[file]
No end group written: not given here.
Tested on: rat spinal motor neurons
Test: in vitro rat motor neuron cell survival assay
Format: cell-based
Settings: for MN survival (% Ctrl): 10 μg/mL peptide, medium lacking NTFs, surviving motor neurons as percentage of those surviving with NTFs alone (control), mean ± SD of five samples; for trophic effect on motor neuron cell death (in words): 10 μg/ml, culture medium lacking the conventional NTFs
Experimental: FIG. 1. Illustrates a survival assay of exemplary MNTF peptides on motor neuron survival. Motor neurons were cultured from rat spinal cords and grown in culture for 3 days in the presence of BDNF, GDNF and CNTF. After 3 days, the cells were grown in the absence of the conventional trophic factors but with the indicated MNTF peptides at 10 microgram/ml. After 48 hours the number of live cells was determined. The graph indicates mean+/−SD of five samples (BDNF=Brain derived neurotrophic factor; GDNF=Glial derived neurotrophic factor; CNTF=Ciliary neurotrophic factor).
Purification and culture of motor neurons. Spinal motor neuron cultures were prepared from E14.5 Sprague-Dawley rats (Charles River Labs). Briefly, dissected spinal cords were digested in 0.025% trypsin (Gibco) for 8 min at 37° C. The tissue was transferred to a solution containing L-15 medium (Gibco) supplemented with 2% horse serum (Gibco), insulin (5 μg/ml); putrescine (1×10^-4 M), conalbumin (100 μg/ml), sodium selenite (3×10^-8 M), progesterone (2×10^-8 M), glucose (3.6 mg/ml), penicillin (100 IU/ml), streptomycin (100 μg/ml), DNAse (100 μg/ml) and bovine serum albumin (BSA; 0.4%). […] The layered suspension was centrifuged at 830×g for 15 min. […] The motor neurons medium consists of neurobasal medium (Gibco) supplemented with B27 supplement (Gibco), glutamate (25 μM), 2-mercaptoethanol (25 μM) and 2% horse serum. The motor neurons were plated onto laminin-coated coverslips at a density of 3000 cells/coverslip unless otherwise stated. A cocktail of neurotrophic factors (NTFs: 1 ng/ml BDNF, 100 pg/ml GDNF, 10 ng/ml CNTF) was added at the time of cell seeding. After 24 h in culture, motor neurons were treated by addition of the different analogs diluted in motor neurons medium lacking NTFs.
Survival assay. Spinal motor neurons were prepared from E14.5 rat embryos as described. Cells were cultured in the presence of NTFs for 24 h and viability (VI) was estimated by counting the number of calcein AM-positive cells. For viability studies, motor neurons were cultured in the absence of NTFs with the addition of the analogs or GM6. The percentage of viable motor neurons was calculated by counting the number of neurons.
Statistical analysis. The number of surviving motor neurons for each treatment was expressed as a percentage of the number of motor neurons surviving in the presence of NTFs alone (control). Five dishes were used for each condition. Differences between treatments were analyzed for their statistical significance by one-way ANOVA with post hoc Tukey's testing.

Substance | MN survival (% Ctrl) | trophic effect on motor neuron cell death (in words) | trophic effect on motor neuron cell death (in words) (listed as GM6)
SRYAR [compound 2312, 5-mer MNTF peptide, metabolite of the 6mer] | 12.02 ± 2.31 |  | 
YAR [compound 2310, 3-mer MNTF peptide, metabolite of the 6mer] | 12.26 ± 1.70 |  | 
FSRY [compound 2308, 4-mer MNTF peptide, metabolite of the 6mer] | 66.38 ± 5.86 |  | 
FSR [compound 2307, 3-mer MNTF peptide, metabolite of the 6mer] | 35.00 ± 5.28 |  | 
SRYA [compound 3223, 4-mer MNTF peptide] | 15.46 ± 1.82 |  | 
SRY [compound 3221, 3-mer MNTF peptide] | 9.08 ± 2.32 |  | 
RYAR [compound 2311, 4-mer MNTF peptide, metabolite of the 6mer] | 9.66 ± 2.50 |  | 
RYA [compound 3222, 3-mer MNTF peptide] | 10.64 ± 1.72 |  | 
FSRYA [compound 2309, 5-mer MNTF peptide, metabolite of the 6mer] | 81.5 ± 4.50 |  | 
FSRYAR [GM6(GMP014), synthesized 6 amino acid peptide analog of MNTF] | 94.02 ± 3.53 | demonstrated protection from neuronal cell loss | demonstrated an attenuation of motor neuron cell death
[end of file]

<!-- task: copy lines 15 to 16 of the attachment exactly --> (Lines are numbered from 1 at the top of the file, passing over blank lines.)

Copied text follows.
SRYA [compound 3223, 4-mer MNTF peptide] | 15.46 ± 1.82 |  | 
SRY [compound 3221, 3-mer MNTF peptide] | 9.08 ± 2.32 |  | 